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The High Court’s surrender to the Morrison-Dutton immigration detention regime

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For almost thirty years, there has been a tussle between the courts and government in Australia over immigration detention. Alas, the High Court called a truce on that tussle yesterday with a 4-3 decision that was unprincipled and harsh.

Main image: Exterior of the High Court of Australia (Getty Images/kokkai)

In the past, whenever the High Court has set limits on what immigration officials and the minister can do, government has gone back to Parliament introducing increasingly complex legislation aimed at overcoming the court decisions, while acknowledging our international obligations. While maintaining the sovereignty of our borders and the control of our migration program, we Australians have long prided ourselves on being a good international citizen. We have voluntarily signed up to all the key international human rights conventions including the Refugee Convention and the Convention Against Torture and Other Cruel, Inhuman or Degrading Treatment or Punishment. Both these conventions oblige us not to ‘refoule’ or send back people from our shores to places of danger where they would face persecution, torture, or inhuman treatment.

On Wednesday, the High Court by a narrow margin of 4 to 3 agreed that the measures introduced by Scott Morrison when he was minister for Immigration passed muster. The case related to a Syrian man known as AJL20 who came to Australia as a child. He came from Lebanon travelling on a Syrian passport. He had been issued with a visa and was resident in the Australian community for nine years. In 2014, the minister cancelled his visa on the grounds that he no longer satisfied the character test. Those on temporary visas can have their visas cancelled by the minister if he judges them not to be of good character, even if they are not serving a prison term. Six days later AJL20 was taken into immigration detention. After almost three years in immigration detention, an immigration official determined on 25 August 2017 that the young man was ‘a person in respect of whom Australia has protection obligations’. But the minister’s delegate and the minister refused to take any action. As far as they were concerned, the young man would remain in detention until such time that departmental officials were able to remove him from Australia.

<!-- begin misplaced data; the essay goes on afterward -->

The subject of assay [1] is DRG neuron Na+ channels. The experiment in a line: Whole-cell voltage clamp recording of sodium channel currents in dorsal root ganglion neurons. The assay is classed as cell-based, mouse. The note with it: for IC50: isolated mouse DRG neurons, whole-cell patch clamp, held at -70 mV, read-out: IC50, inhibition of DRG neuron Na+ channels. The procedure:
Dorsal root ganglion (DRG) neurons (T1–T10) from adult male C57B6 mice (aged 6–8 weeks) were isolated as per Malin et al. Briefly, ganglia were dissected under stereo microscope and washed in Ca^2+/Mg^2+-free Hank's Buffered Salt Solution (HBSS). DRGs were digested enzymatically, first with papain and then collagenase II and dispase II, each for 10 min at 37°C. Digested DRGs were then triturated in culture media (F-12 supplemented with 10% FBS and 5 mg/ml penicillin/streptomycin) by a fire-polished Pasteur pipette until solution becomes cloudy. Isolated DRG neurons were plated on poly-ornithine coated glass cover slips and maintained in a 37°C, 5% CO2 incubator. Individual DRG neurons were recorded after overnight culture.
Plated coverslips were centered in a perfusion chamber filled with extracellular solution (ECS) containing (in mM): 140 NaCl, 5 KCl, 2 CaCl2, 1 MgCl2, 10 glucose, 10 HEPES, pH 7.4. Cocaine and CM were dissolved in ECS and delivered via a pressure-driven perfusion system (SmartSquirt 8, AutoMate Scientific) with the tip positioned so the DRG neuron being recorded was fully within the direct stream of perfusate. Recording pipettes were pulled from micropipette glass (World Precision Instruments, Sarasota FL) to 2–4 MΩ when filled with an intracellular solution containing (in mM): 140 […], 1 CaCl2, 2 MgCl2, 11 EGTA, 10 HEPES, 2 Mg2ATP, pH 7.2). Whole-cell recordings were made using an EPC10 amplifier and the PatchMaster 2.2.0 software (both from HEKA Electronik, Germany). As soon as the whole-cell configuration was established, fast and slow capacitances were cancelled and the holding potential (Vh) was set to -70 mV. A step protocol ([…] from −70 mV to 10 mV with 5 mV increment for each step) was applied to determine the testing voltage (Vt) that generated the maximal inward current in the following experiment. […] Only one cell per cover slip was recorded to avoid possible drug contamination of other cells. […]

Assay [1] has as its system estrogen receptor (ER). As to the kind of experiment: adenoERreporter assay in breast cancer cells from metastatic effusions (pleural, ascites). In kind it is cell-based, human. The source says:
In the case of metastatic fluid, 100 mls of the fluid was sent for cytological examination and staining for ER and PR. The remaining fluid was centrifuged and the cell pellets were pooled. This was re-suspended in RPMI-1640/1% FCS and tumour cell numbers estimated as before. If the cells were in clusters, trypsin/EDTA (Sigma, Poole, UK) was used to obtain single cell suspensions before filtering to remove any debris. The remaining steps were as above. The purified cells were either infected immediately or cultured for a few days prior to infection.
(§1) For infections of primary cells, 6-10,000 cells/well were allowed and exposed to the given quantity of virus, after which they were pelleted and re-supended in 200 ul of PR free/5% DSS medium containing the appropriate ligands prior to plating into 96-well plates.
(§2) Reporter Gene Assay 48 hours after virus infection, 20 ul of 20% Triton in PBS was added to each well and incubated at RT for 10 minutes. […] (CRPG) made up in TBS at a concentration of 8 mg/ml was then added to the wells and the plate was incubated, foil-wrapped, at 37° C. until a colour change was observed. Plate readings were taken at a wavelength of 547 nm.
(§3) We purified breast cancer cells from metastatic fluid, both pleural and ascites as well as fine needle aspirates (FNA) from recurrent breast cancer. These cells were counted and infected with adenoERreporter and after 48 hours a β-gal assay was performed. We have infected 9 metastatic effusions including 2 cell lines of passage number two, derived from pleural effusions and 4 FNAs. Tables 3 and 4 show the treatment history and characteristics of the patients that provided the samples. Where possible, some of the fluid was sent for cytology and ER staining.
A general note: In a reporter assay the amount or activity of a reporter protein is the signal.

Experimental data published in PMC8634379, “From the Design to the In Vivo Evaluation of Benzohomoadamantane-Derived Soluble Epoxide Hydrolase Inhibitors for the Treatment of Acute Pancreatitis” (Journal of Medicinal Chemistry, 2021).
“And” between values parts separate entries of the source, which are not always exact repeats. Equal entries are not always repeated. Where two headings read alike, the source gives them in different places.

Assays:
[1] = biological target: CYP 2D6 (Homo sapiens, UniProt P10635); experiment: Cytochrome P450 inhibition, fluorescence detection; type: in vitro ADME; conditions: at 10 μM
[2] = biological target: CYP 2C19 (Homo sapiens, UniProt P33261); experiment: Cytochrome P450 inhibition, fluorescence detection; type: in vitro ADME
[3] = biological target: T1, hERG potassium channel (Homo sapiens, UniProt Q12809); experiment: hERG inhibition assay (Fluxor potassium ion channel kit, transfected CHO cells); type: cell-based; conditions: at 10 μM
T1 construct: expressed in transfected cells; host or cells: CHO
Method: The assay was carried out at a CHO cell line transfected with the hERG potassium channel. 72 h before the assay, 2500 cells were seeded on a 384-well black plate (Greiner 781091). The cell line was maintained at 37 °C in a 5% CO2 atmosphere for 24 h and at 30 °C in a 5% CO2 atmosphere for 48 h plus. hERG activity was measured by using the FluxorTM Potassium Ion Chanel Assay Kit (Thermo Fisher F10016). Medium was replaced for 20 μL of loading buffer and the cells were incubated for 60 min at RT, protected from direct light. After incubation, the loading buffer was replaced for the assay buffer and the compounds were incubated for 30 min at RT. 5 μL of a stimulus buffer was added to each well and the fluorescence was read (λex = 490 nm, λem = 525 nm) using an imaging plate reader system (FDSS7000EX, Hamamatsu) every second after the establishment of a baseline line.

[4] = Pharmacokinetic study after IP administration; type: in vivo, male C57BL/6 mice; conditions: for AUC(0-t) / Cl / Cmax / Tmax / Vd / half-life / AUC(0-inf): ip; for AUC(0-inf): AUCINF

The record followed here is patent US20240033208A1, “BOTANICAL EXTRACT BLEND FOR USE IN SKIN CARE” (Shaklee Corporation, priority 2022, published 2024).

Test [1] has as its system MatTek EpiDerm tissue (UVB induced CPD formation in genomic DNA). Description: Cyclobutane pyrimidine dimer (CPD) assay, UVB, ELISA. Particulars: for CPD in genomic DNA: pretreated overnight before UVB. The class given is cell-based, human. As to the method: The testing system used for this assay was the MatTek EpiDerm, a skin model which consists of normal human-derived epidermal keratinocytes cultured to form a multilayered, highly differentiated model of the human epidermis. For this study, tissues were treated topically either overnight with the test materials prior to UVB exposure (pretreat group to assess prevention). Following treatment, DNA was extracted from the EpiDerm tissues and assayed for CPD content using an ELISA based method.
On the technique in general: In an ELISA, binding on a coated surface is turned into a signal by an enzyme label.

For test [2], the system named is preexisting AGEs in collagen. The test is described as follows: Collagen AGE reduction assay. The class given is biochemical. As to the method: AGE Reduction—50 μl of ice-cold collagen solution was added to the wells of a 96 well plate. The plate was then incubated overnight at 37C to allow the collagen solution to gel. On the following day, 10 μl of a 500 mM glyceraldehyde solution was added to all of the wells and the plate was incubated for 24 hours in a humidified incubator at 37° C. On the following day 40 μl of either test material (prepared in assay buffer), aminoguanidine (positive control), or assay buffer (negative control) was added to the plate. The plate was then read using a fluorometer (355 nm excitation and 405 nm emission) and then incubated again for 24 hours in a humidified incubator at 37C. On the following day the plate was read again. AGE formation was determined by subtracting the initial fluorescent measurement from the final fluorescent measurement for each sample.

In September 2020, a Federal Court judge ruled that the ongoing detention was unlawful and ordered the release of AJL20 into the community. It was this decision which the government appealed to the High Court. The young man is now to be returned to detention until a way is found to remove him from Australia. And he has been ordered to pay the Commonwealth’s costs of the proceedings.

Some historical background is needed to place this decision in context.

Back in 1992, the High Court heard a case brought by Cambodian boat people who had been held in detention for two and a half years by the Hawke-Keating Labor Governments. Parliament had made a law authorising temporary detention of boat people ‘only until the departure of the vessel(s) from Australia or ‘until such earlier time as an authorised officer directs'. The government burnt the boats and told the court that the temporary custody could then continue indefinitely because the boats would never be departing. The High Court pointed out that detention usually results from a court order. Detention ordered by the executive without the opportunity for court determination and supervision needs to be confined to legitimate purposes set down by the Constitution.

 

'The High Court, by the narrowest of margins, has now endorsed the Morrison-Dutton mantra that we will decide who comes to this country and that those we don’t want will be held in indeterminate detention without a court order for as long as it takes for them to have the decency to request return to war-torn countries like Syria.'

 

The court decided that the valid purposes for detention were ‘limited to what is reasonably capable of being seen as necessary for the purposes of deportation or necessary to enable an application for an entry permit to be made and considered’. Parliament could not authorise the executive to detain aliens involuntarily beyond the time needed to achieve these purposes because the detention would then be ‘penal or punitive in character [which] under our system of government, exists only as an incident of the exclusively judicial function of adjudging and punishing criminal guilt’.